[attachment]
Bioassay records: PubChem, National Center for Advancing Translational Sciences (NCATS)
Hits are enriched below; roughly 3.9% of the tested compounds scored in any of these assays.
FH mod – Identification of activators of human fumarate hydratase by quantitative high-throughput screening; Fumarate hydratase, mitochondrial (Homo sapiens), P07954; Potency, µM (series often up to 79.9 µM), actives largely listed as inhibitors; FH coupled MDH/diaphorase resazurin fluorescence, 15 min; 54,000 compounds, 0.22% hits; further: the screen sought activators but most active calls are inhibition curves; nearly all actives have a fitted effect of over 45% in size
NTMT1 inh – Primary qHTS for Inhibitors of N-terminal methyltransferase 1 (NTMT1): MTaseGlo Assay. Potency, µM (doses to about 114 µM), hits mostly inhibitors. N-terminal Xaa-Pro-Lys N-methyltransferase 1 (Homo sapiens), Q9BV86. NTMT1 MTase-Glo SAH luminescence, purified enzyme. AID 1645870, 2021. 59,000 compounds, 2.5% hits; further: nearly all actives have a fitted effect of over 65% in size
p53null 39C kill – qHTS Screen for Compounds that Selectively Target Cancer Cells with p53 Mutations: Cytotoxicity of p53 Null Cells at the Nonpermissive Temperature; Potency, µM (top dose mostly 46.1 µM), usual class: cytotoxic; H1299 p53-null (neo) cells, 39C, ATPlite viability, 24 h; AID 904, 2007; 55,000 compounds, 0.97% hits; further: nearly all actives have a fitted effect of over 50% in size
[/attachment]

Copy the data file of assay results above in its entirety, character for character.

Bioassay records: PubChem, National Center for Advancing Translational Sciences (NCATS)
Hits are enriched below; roughly 3.9% of the tested compounds scored in any of these assays.
FH mod – Identification of activators of human fumarate hydratase by quantitative high-throughput screening; Fumarate hydratase, mitochondrial (Homo sapiens), P07954; Potency, µM (series often up to 79.9 µM), actives largely listed as inhibitors; FH coupled MDH/diaphorase resazurin fluorescence, 15 min; 54,000 compounds, 0.22% hits; further: the screen sought activators but most active calls are inhibition curves; nearly all actives have a fitted effect of over 45% in size
NTMT1 inh – Primary qHTS for Inhibitors of N-terminal methyltransferase 1 (NTMT1): MTaseGlo Assay. Potency, µM (doses to about 114 µM), hits mostly inhibitors. N-terminal Xaa-Pro-Lys N-methyltransferase 1 (Homo sapiens), Q9BV86. NTMT1 MTase-Glo SAH luminescence, purified enzyme. AID 1645870, 2021. 59,000 compounds, 2.5% hits; further: nearly all actives have a fitted effect of over 65% in size
p53null 39C kill – qHTS Screen for Compounds that Selectively Target Cancer Cells with p53 Mutations: Cytotoxicity of p53 Null Cells at the Nonpermissive Temperature; Potency, µM (top dose mostly 46.1 µM), usual class: cytotoxic; H1299 p53-null (neo) cells, 39C, ATPlite viability, 24 h; AID 904, 2007; 55,000 compounds, 0.97% hits; further: nearly all actives have a fitted effect of over 50% in size